In 2019, the Supreme Court slammed the federal courthouse doors on partisan gerrymandering claims from contested state redistricting plans in Rucho v. Common Cause. Yet racial gerrymandering claims remain justiciable. Judicial review of contested redistricting plans is therefore suspended in a state where racial gerrymandering is unconstitutional at the same time that partisan gerrymandering is nonjusticiable, leaving federal courts in the cumbersome position of splitting a stubborn atom: race or party?

As critics have long pointed out, the question is a false dichotomy in a hyperpolarized political environment. Federal courts have nonetheless repeatedly resolved this question as racial gerrymandering claims have been increasingly met with partisanship defenses. The dilemma for courts in the next decade is not the novelty of this configuration, but parsing the Supreme Court’s vague guidance on how courts should disentangle race from party based on the available evidence. To illuminate a path forward, this Note presents a bottom-up synthesis of redistricting cases since 2010 addressing the race-or-party question in order to identify common factors—or not—within three analytical models: race-exclusivity, totality of the circumstances, and race-as-proxy.

This exercise clarifies federal courts’ struggles with applying predictable standards to muddled evidence of racial and political motive. By taking one political thicket off the table, the Supreme Court only stranded courts in an adjacent one. With 2020 serving as a redistricting inflection point, this Note then argues that federal courts in the new decade must resist Rucho’s temptation to turn a blind eye to the intertwined nature of race and partisan motive.

The full text of this Note can be found by clicking the PDF link to the left.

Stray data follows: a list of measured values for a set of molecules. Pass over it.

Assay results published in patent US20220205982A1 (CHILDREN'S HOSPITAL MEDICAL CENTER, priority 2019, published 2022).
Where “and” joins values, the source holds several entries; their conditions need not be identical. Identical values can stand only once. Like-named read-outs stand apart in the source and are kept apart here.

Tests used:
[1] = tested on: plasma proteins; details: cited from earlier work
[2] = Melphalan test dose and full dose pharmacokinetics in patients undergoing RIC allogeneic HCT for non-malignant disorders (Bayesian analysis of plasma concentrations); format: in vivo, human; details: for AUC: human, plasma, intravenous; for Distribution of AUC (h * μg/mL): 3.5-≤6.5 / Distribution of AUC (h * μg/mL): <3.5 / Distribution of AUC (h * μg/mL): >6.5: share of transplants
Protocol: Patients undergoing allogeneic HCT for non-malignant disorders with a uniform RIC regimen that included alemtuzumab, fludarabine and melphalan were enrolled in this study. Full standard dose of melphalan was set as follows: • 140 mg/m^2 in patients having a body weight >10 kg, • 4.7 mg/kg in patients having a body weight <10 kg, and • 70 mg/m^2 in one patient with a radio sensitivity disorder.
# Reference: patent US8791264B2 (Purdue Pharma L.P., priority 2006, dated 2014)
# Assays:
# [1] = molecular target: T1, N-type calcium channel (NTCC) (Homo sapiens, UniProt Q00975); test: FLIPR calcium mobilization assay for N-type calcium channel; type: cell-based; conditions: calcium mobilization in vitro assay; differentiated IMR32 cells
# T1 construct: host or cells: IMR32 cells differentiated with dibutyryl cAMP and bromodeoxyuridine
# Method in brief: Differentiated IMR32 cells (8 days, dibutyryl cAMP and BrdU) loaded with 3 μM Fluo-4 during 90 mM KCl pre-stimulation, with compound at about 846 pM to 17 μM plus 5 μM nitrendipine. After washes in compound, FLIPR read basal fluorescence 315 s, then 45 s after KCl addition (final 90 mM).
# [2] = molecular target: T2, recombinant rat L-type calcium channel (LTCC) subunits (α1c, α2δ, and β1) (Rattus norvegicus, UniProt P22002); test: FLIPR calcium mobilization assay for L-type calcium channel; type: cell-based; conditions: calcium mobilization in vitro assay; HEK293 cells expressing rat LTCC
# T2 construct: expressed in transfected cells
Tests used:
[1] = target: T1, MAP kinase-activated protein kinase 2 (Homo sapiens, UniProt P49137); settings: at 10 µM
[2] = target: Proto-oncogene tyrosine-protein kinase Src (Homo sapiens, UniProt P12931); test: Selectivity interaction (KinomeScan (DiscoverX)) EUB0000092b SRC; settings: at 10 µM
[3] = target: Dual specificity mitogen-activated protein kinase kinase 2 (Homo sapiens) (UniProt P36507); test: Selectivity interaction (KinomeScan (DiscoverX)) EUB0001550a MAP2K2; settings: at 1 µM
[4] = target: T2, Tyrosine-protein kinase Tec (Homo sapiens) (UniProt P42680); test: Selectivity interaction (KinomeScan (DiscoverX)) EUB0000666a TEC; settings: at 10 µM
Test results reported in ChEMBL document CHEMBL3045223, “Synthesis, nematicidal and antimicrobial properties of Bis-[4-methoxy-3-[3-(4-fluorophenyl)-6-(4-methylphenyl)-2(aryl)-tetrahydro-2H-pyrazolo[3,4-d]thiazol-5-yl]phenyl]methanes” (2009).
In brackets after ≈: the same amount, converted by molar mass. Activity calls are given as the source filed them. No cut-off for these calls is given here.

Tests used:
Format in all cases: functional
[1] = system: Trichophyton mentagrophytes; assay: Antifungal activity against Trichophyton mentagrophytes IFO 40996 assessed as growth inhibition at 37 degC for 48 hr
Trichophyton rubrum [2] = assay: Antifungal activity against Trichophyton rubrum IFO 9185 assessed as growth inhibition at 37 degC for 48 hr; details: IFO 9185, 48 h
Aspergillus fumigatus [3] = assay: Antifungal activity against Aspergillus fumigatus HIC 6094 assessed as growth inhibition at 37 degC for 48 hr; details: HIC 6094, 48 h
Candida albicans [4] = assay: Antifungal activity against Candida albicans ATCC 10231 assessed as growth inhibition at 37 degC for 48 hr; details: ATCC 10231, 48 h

In Rucho v. Common Cause, the Supreme Court held that partisan gerrymandering claims present a nonjusticiable political question, effectively depriving federal courts of jurisdiction over redistricting claims falling into this category. 1 139 S. Ct. 2484, 2506–07 (2019) (“[P]artisan gerrymandering claims present political questions beyond the reach of the federal courts. Federal judges have no license to reallocate political power between the two major political parties, with no plausible grant of authority in the Constitution, and no legal standards to limit and direct their decisions.”). Yet racial gerrymandering  remains  a  justiciable  doctrine,  one  even  affirmed  in  the  last  few years. 2 See, e.g., Cooper v. Harris, 137 S. Ct. 1455, 1481–82 (2017); Bethune-Hill v. Va. State Bd. of Elections, 137 S. Ct. 788, 802 (2017); Ala. Legis. Black Caucus v. Alabama (ALBC), 135 S. Ct. 1257, 1262–63 (2015). Rucho therefore leaves judicial review of redistricting suspended in a state where racial gerrymandering is unconstitutional at the same time that partisan gerrymandering is nonjusticiable, leaving federal courts in the cumbersome position of splitting a stubborn atom: race or party? 3 This Note borrows this framework from Professor Richard Hasen, who developed it prior to Rucho. Richard L. Hasen, Race or Party, Race as Party, or Party All the Time: Three Uneasy Approaches to Conjoined Polarization in Redistricting and Voting Cases, 59 Wm. & Mary L. Rev. 1837, 1840–41 (2018) [hereinafter Hasen, Race or Party].